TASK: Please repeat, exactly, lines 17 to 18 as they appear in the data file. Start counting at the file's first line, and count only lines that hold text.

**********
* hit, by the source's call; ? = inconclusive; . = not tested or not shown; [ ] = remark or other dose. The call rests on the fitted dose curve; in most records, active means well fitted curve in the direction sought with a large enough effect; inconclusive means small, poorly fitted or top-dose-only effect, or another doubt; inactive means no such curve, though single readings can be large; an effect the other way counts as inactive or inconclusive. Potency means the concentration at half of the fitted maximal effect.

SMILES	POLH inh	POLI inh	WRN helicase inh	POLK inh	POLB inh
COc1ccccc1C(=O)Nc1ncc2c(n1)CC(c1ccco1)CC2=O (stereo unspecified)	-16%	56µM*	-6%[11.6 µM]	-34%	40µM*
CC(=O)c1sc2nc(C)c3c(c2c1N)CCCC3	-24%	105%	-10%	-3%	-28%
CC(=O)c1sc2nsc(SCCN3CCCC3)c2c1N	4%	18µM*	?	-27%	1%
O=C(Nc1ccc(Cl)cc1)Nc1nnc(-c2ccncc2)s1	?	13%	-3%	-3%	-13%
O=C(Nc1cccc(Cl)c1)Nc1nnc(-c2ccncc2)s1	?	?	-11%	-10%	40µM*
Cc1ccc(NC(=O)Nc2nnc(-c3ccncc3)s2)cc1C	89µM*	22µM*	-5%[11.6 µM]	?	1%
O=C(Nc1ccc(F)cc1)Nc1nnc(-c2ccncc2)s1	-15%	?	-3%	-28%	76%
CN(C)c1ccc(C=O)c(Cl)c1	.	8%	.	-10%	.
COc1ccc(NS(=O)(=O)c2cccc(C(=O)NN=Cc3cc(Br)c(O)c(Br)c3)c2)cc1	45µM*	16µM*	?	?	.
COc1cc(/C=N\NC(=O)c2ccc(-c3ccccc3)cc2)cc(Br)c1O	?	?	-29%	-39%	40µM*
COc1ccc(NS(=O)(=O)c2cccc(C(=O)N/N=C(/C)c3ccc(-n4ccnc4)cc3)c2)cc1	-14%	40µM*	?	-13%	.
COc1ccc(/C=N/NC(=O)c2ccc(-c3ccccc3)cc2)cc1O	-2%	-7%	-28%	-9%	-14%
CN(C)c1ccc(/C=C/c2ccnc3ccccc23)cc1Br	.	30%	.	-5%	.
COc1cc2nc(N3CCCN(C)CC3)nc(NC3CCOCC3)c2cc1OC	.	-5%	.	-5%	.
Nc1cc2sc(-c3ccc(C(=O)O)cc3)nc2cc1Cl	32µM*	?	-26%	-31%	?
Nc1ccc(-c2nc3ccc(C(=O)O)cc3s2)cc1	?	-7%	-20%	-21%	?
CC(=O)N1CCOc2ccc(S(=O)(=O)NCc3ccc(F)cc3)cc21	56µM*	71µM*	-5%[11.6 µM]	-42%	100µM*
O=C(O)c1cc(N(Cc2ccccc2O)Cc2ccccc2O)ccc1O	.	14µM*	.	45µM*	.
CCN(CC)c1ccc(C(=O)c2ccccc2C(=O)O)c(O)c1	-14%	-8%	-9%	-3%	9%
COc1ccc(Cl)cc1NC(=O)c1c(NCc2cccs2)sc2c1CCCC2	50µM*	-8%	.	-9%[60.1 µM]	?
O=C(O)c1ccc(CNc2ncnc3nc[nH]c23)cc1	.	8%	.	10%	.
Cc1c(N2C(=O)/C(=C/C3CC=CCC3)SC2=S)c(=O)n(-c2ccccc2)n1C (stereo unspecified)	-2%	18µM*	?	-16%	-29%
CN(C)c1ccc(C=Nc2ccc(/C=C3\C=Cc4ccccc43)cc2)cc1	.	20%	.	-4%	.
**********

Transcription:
Nc1cc2sc(-c3ccc(C(=O)O)cc3)nc2cc1Cl	32µM*	?	-26%	-31%	?
Nc1ccc(-c2nc3ccc(C(=O)O)cc3s2)cc1	?	-7%	-20%	-21%	?